December 18, 2019
December 18, 2019
By 2030, the number of employees in the global workforce aged 50 to 64 is projected to increase by 15 to 30 percent. Companies thus face a critical challenge: How can they balance automation and digitalization ambitions with the growing societal demand to help ensure adequate social protection and well-being for older workers?
For example, a recent report from Marsh & McLennan shows that the issue is particularly pressing given that 50 to 80 percent of tasks done by older workers are at high risk of being replaced by new technologies.
Companies often view the aging population as a multi-faceted challenge. A rapidly aging workforce, projected increases in healthcare costs, and a perceived shrinking talent pool are just three of the issues corporate leaders must manage. The terms used to describe this expanding demographic group, such as “silver tsunami,” “silver wave,” or the “grey economy,” often reflect a negative view of this demographic shift.
In organizations’ quest for higher productivity and efficiency—via automation and digitalization or otherwise—older workers and their valuable experience are underappreciated, if not overlooked entirely. According to the World Economic Forum’s 2016 Future of Jobs report, only 4 percent of respondents planned on investing in experienced workers as part of their workforce strategy for the future even as 65 percent reported that they planned to invest in reskilling current employees.
Reframing this demographic shift highlights that an older workforce is, in fact, an elegant solution to both a talent shortage and a loss of institutional knowledge triggered by mass retirement. Further, with the expansion of the longevity economy, denoting economic activity driven by those aged 50 and above, retaining older workers ensures that companies understand this new market and stay relevant in it.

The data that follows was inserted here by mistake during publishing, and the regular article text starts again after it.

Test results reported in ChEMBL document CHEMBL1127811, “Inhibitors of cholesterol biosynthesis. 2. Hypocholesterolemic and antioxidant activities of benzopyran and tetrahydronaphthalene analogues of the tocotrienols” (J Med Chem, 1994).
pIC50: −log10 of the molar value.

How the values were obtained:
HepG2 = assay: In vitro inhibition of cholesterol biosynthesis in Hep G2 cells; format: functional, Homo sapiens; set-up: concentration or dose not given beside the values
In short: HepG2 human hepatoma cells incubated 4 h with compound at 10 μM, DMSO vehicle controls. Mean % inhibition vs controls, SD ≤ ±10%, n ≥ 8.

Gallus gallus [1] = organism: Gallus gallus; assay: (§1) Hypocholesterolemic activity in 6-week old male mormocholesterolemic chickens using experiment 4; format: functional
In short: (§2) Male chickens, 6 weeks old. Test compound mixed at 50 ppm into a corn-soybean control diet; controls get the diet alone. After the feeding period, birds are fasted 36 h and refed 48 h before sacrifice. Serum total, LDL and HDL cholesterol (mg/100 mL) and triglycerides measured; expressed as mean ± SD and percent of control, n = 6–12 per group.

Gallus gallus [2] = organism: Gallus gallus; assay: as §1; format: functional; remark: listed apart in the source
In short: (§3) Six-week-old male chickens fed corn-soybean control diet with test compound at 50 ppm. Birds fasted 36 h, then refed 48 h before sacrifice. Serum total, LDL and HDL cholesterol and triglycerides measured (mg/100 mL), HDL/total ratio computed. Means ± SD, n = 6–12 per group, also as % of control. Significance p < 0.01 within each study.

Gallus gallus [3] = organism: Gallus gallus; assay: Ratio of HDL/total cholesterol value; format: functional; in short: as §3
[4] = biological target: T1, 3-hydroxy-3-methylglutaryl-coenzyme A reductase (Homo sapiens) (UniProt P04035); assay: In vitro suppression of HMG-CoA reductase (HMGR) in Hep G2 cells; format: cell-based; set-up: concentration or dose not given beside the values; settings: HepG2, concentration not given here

The question, then, is no longer about why companies should value and retain older workers, but how companies can build a comprehensive strategy around these workers. Three key steps can help organizations as they begin building this strategy:
The first step to building an older worker strategy is to recognize the value that older workers bring to an organization, namely their extensive experience and rich industry knowledge. Reframing “older workers” as “experienced workers” puts a focus on these qualities. This shift goes beyond the semantics—it precipitates a change in perspective away from the popular misconceptions of experienced workers as being more costly, less productive, and less able to learn new technologies. Indeed, research has shown that experienced workers have many of the qualities that will be in high demand moving forward, such as verbal and social skills, industry experience, innovative thinking, maturity, emotional stability, and good judgment in decision-making.
Tapping into the experienced workforce can also help address rising concerns of a shortfall in talent. More than 70 percent of executives predict significant industry disruption in the next three years, citing talent migration as their main concern among the socioeconomic forces.
Companies today face mounting pressure to constantly innovate and maintain a competitive edge. In the quest for greater productivity and efficiency, companies will need to effectively deploy new technologies and digitalize. It would be a mistake, though, to assume this process is antithetical to retaining experienced workers.